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From the Garnett Family Papers, Virginia Historical Society, Microfilm B16, Sec. 8. AL from A. Y. P. Garnett to Judah P. Benjamin [Obviously a draft of letter sent]

Richmond Va
Jany 26th 1863

My dear Sir

Sometime during your administration of the War Department certain charges of official misconduct were preferred against me by the Surgeon Genl, and submitted to your action. These charges promptly received the most thorough & satisfactory investigation by you. [above this line:] Having thoroughly investigated these charges you dismissed them without complying with my written request for a court of inquiry.

Within the past ten days I learn that certain malicious persons inimical to me, had revived these charges & were clandestinely endeavoring to injure my character as an honorable gentleman, by circulating the most slanderous misrepresentations of the facts. As an act of justice, I respectfully request that you will communicate to me in writing, the result of your investigation of said charges with a permission that I may make such future use of your letter as I may deem essential to the vindication of y conduct.

[A. Y. P. Garnett]

From the Garnett Family Papers, Virginia Historical Society, Microfilm B16, Sec. 8. ALS of Judah P. Benjamin to A. Y. P. Garnett.

Richmond, 28th Jany, 1863

Dear Sir,

I have received yours of the 26th inst, and see no impropriety in complying with your request that I should state the result of my investigation into certain charges preferred against you while I was Secretary of War. In doing so, I must premise that I rely on memory alone, not having within my reach the papers that remain on file in the War Department. The facts I am about to state are, however, I doubt not, substantially accurate.

I received while Secretary of War from the Surgeon General, the written statement of two enlisted me of the army, setting forth that they had each paid you a fee of four dollars, for a surgical examination and certificate of their state of health, with a view to applying for a discharge on the grounds of physical disability. - Considering that to be grave official misconduct, I determined at once to cause it to be investigated. I therefore sent for the two men and examining them as to the facts, and learned that at the suggestion of a medical gentleman whose name I do not now remember, but who was (and I believe still is) superintendent of the clothing depot for Mississippi troops, situated on Main Street near Eighth, they had gone to your private office out of the regular hours for your attendance on [page break] the Hospitals, and had employed you to examine and certify their condition, and had each paid five dollars fee for the examination. They stated that their motive for doing this was to have their application for furlough or discharge acted on without awaiting their regular turn at the hospital, and that they supposed your certificate was sufficient for the purpose, but that on finding it was not, one of them said in the presence of the Surgeon General “we have spent our money for nothing” or some words to like effect, and that the Surgeon General thereupon enquired what they meant, and on being informed by them of what had occurred, reported the facts to me.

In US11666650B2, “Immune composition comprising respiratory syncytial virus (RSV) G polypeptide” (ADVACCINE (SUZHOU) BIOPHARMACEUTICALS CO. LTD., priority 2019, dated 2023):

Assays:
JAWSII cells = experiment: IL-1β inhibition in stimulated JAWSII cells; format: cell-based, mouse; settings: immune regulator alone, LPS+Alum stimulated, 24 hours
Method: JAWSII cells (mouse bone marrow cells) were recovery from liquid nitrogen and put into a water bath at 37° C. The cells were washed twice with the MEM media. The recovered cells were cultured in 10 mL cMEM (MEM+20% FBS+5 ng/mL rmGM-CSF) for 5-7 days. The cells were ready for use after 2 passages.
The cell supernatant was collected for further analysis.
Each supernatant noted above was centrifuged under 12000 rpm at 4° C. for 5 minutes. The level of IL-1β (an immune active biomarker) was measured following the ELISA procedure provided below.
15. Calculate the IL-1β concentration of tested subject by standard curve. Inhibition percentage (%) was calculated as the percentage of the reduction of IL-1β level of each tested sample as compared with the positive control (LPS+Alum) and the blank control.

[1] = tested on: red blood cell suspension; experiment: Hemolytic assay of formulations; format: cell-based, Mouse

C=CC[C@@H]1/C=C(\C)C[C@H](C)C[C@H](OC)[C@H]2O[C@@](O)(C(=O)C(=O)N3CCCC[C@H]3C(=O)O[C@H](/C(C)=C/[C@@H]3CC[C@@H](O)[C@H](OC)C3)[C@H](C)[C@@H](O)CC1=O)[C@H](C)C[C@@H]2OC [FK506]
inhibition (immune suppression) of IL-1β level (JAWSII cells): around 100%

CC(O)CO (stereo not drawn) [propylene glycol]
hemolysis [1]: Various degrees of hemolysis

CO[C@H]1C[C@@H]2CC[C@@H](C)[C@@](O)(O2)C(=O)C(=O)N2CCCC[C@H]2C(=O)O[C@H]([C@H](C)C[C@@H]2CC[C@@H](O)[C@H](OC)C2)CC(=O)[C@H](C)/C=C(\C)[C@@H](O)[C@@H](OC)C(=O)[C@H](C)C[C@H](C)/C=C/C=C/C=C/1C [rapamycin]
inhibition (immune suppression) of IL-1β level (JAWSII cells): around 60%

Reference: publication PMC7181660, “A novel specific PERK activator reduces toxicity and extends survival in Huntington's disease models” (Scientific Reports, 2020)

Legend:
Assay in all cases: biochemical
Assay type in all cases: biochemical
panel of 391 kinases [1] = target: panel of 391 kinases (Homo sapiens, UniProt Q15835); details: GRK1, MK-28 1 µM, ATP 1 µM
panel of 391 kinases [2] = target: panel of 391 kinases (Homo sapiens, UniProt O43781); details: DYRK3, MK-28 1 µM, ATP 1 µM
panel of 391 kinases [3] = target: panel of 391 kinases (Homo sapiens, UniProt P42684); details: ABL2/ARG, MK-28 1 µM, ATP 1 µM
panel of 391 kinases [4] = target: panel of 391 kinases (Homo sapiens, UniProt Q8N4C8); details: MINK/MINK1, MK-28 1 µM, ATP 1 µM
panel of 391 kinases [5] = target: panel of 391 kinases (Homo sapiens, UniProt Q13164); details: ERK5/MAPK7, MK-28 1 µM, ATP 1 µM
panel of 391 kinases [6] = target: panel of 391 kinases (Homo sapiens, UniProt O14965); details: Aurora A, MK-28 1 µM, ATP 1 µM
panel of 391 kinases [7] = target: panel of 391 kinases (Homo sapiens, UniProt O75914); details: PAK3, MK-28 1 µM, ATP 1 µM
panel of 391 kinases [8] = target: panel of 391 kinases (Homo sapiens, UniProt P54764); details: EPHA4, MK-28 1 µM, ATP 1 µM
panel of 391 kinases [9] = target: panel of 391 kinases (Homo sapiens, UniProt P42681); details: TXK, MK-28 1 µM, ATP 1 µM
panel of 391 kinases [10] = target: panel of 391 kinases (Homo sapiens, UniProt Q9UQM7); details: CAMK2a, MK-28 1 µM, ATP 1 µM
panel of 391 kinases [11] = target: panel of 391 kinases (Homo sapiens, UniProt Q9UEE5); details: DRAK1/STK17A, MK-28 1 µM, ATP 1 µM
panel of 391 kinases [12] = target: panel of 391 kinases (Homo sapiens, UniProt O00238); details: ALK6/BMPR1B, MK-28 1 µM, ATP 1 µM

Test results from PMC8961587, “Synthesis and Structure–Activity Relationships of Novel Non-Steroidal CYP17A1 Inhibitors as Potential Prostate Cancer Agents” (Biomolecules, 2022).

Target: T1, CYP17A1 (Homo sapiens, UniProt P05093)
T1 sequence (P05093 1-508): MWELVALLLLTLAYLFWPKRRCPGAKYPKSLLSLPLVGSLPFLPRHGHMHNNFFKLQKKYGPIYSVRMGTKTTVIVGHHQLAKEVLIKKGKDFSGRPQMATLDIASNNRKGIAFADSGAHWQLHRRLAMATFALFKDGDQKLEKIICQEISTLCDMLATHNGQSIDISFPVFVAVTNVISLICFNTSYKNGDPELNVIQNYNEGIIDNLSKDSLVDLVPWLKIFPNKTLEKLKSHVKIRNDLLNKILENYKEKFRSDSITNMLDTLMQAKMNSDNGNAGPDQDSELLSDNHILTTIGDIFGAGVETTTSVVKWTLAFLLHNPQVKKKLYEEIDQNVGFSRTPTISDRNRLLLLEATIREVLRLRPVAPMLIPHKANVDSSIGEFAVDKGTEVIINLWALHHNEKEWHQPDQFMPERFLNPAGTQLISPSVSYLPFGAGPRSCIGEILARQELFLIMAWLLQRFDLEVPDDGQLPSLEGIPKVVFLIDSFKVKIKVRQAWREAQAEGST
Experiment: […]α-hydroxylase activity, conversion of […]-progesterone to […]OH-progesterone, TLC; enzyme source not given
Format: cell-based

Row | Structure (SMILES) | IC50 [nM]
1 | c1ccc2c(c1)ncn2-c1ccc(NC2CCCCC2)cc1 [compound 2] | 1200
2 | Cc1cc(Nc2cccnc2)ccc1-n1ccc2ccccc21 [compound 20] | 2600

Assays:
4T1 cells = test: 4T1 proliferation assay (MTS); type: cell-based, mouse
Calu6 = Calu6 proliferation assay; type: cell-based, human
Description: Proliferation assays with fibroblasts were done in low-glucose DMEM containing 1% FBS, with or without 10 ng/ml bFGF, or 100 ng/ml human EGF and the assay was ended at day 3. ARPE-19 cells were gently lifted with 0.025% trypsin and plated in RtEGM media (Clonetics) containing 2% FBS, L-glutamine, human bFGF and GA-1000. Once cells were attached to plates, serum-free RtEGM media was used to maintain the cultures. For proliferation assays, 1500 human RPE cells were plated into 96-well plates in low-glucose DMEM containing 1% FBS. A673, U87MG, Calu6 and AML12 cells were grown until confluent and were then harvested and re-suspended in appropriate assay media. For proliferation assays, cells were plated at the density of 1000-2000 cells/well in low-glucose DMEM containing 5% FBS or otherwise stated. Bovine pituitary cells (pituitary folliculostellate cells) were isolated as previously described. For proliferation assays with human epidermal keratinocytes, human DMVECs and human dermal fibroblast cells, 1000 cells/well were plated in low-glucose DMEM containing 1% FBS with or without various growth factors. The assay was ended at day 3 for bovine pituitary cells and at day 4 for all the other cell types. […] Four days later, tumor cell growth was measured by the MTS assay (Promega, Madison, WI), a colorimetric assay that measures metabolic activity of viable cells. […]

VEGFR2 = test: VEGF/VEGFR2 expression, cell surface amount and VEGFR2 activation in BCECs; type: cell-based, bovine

While I was engaged in this enquiry, you had learned from some source unknown to me, of the charges made, and called on me at the War Department. You stated frankly that the facts alleged were true, and that you had acted in the exercise of what you deemed an undoubted right to practice your profession during the hors not appropriated to public service; that you attended officers of the army as well as other patients at private residences, and had not considered yourself deprived of the right of private practice on your account, during the hours not required for attendance on [page break] public duty, by reason of your acceptance of the position of Surgeon in the army, that you had seen no impropriety in doing this, but that if it was wrong you greatly regretted your error and could only say it was unintentional. On my pointing out the abuses and corruption  to which the service would be necessarily exposed, if surgeons were allowed to receive pay for official certificates of disability, you readily admitted the truth of my remark, and stated that the matter had never occurred to you in that light; that you now perceived your error, regretted it deeply and could only rely on the purity of your character during your whole professional career, and the fact of your rendering professional services gratuitously to many of the sick and wounded soldiers outside of your regular service and during the time that the regulations left at your own disposal, as proofs that your motives were not sordid, but that you had committed an error of judgment only.